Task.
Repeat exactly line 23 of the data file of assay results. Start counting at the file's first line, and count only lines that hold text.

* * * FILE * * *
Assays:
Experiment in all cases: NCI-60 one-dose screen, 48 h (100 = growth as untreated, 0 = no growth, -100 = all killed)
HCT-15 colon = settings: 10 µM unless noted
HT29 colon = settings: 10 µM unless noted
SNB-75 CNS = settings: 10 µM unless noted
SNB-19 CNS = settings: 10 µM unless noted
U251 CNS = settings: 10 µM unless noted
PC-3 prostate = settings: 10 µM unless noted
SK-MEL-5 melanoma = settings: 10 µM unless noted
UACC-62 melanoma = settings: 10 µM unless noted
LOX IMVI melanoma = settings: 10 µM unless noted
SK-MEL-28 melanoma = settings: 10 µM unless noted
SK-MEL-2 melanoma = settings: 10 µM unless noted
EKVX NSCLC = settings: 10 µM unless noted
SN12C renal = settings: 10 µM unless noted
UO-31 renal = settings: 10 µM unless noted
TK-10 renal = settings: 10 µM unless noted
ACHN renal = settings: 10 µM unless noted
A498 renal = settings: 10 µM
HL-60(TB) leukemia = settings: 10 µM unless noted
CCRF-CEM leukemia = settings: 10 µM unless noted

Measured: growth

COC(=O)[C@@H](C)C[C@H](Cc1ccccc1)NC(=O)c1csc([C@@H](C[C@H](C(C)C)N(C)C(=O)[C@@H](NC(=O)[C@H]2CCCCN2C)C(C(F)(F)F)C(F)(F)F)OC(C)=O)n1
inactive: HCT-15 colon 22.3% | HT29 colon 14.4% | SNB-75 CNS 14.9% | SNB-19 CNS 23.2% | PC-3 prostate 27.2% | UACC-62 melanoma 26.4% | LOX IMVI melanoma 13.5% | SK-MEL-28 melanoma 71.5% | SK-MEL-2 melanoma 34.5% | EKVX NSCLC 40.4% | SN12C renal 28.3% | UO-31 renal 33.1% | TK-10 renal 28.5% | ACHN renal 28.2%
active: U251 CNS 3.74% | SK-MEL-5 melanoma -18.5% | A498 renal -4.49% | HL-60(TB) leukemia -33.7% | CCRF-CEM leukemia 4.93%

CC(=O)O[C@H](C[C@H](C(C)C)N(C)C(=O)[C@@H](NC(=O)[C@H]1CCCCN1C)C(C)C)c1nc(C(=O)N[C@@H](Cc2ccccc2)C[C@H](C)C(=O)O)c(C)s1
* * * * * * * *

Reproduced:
COC(=O)[C@@H](C)C[C@H](Cc1ccccc1)NC(=O)c1csc([C@@H](C[C@H](C(C)C)N(C)C(=O)[C@@H](NC(=O)[C@H]2CCCCN2C)C(C(F)(F)F)C(F)(F)F)OC(C)=O)n1